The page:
I keep saying it and I’m about to repeat myself, so try not to yawn too obviously: I love my Nikon EM. It’s small, light, basic and does everything I need in a camera. Unfortunately, it’s a film camera and, while I love film, I find myself without much time to process it these days. If it isn’t a digital shot, it’s unlikely to appear as a finished print this side of xmas.
So what I really, really want right now is a digital Nikon EM-alike.
Let’s look at the principle reasons I like the EM:
- Weight (460g; add 135g for a 50mm Series E lens).
- Size (5.3 x 3.4 x 2.1 inches).
- Basic features: aperture priority is all I want. (Full manual exposure adds another dial; exposure compensation on the EM can be achieved by adjusting the ISO dial.)
- Pairs well with small prime lenses: I mainly use the 50mm.
- Instant operation: bring it up to your eye and it’s ready.
To find a digital equivalent to all this, I think you have to start with a DSLR. Compacts are smaller, lighter, quieter and more versatile (note the latter is not a prime requirement), but they all fail the “instant operation” clause. You have to turn the camera on, often by holding a tiny button down for a short period, wait for the lens to extend and the LCD to initialise, then wait for autofocus and any shutter lag. In addition, while I’m not one of those who desperately wants a compact with a large sensor for improved image quality, it is nice to be able to utilise shallow DOF (a key ingredient of many of my EM shots), and that means an SLR with fast lenses.
Previously, specifying a DSLR would immediately have blown the size/weight requirement away. However, there are now some low end DSLRs available that almost match the EM’s specification (and if they lack advanced features…well, so does the EM). The Olympus Four Thirds SLRs are usually acknowledged to be the smallest, but unfortunately the system still lacks a selection of prime lenses. The Pentax K100D errs on the larger, heavier side but gives you access to the entire range of Pentax primes going back several decades; if I didn’t already have a modest investment in a Nikon system, I’d seriously consider it.
Staying with Nikon, there’s the D40, which measures 5 x 3.7 x 2.5 inches and weighs 471g (I think without the battery - why give weights without battery when it’s not an option?), which is remarkably close to the EM. Its featureset is limited compared to the higher models but overkill compared to the EM; fortunately, centre-weighted metering and aperture priority are still there, albeit as two options among many. That leaves lens choices.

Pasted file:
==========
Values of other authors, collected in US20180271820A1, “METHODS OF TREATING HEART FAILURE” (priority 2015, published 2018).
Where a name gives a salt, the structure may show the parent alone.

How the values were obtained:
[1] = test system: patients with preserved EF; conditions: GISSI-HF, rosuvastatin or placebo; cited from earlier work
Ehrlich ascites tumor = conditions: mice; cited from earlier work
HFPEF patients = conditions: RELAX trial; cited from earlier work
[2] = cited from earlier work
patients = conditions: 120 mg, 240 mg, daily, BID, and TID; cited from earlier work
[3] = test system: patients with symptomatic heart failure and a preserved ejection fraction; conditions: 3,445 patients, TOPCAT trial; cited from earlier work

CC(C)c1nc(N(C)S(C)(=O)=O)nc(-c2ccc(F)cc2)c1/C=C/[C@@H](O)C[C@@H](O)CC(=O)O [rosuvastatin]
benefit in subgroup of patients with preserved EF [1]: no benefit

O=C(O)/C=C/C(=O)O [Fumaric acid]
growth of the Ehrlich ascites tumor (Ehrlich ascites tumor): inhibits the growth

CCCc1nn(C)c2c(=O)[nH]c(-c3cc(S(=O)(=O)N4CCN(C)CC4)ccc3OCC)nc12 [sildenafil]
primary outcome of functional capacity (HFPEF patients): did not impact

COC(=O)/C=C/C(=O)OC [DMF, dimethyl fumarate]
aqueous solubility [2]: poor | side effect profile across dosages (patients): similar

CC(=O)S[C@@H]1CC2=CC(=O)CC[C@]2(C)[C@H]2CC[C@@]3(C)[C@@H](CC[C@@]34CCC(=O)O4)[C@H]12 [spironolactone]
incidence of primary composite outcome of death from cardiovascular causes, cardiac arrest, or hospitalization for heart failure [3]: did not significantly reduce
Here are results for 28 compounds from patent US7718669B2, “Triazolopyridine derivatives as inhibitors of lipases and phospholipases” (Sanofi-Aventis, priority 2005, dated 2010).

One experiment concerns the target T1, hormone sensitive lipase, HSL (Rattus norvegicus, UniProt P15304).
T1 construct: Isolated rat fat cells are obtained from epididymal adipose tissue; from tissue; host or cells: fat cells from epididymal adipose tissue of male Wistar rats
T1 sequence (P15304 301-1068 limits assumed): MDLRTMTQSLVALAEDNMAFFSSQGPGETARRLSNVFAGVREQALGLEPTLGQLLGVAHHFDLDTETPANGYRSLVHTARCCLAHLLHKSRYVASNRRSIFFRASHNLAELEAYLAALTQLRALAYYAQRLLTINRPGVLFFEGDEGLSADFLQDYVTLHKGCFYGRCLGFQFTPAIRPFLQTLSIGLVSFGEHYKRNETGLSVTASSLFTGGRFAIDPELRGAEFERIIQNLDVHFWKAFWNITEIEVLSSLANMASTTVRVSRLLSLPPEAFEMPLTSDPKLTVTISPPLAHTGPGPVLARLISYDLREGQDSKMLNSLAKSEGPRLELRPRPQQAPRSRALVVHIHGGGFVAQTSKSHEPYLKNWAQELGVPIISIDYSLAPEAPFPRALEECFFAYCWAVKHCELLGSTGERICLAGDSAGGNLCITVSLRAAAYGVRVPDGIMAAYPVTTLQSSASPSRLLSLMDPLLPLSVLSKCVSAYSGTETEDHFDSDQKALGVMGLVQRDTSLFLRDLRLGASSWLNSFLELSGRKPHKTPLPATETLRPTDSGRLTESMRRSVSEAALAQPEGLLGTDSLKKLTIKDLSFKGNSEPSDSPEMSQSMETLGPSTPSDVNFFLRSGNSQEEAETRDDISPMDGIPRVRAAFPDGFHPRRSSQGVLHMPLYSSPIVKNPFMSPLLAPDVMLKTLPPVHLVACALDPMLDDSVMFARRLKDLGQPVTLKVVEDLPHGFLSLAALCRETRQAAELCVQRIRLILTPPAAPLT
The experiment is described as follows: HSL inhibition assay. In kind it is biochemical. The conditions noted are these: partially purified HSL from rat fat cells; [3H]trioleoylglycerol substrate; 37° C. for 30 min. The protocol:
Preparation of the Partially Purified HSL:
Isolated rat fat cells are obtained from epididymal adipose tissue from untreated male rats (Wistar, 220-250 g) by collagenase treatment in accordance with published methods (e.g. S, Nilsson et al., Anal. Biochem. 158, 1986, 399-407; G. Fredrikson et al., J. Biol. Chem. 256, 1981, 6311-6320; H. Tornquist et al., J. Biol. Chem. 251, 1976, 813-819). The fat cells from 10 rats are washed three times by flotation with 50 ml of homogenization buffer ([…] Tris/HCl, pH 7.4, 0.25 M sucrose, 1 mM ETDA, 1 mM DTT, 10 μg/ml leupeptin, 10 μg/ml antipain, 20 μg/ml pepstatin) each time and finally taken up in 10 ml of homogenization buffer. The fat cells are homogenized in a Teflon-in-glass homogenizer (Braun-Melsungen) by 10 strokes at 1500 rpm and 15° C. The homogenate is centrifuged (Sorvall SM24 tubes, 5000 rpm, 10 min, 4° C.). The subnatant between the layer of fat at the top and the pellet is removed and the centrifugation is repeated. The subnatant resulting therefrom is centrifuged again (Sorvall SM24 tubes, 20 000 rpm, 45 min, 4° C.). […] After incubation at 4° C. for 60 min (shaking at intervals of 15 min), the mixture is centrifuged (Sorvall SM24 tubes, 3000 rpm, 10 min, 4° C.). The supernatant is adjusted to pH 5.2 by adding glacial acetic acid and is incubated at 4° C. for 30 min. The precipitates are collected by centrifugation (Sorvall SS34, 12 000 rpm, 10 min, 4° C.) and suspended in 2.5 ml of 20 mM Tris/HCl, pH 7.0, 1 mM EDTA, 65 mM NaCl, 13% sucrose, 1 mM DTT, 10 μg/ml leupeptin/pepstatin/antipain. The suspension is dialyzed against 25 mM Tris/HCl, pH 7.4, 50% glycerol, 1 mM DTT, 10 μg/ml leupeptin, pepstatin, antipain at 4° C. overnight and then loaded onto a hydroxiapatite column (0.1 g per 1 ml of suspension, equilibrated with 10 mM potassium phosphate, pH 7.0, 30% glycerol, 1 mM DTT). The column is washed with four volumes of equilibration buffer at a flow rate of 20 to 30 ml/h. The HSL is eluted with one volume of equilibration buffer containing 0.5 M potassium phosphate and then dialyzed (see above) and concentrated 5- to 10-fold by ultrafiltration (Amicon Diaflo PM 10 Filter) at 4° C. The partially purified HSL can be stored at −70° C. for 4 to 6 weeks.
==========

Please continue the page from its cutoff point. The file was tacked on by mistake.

The obvious candidate for a normal lens is the Sigma 30mm f/1.4 HSM DC, which has the added advantage of complementing the D40 perfectly (it has an internal focus motor, which the D40 lacks). Unfortunately, this fat boy measures 3 x 2.3 inches and weighs a whopping 430g, practically doubling the weight of the camera to nearly the same as a D200 pro body. Nevertheless, it’s not unfeasibly large and it would be well worth considering if you want to retain autofocus capability while still having a manual focus option.
The alternative to the Sigma is a Nikkor 35mm f/2 AF, which would have to be manually focused on the D40 (so what? the EM is a manual focus camera too) but at least retains metering ability. It would also be much lighter (200g).
Apart from that, I already have a Nikkor 24/2.8 AF-D lens which makes an adequate 35mm on a DX body and wouldn’t require precise focusing at moderate apertures, and a 50/1.8 AF-D (75mm equivalent). Both lenses contain an autofocus mechanism which is useless on the D40, so sadly they’re not quite as small and light as true manual focus lenses. Unfortunately, metering with older Nikon lenses requires a manual linkage that is missing from all the consumer bodies. If accepting the added hassle of metering manually, one could use a set of manual focus lenses instead that fit in a pocket (e.g. the Series E line that were released to partner the EM).
So now we’ve got a small DSLR with a fast prime lens, in as small a package as possible and possibly with a moderate weight penalty. It’s not pocket-sized, but you can probably carry it around all day without feeling too lumbered. Despite that, we’ve gained all the advantages of digital shooting (selectable ISO, image review, more shots per “roll”, deletion, etc.).
Costing it up, the D40 is currently about £270 new or perhaps £200 secondhand, and the Sigma is £280-ish new or £200 secondhand from a dealer. That’s around £400 minimum (over four times the typical price of an EM kit); about the same price as one of the “niche” compacts such as the Ricohs, but with far more capabilities and fewer limitations. Obviously, it won’t be as nice to shoot as the EM because, well, we’re in a different world now and that past is gone. But at least we’re finally starting to recover some of what was lost.